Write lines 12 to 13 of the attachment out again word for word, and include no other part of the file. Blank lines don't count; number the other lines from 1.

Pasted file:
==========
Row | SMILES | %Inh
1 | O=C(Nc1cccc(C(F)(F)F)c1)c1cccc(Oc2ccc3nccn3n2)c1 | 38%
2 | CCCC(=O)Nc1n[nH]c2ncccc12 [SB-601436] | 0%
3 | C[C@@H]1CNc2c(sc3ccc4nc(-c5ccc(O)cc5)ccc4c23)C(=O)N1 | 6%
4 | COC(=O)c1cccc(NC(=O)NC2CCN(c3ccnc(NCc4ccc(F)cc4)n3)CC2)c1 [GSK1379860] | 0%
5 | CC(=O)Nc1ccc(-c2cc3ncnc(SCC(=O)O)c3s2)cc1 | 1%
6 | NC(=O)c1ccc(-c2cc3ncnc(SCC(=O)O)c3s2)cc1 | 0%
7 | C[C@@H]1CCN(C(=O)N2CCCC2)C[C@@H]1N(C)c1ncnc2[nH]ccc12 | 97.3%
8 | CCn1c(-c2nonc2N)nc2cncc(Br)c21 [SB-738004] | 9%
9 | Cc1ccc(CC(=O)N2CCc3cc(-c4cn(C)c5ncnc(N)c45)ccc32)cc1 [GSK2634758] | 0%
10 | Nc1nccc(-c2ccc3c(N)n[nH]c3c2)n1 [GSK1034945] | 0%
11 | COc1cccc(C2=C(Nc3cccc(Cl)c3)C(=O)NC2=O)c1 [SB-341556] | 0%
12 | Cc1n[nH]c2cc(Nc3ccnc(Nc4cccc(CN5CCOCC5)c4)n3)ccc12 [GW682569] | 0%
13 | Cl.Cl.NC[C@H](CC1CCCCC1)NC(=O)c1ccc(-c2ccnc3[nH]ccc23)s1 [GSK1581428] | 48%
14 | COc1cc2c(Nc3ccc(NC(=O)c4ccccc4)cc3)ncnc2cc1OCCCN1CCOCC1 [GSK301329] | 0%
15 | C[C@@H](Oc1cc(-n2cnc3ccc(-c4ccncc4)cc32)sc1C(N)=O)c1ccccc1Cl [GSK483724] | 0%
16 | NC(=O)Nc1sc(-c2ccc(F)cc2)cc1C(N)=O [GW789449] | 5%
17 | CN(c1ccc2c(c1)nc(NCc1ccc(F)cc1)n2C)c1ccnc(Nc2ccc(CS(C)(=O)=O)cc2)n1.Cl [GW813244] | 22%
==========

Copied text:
11 | COc1cccc(C2=C(Nc3cccc(Cl)c3)C(=O)NC2=O)c1 [SB-341556] | 0%
12 | Cc1n[nH]c2cc(Nc3ccnc(Nc4cccc(CN5CCOCC5)c4)n3)ccc12 [GW682569] | 0%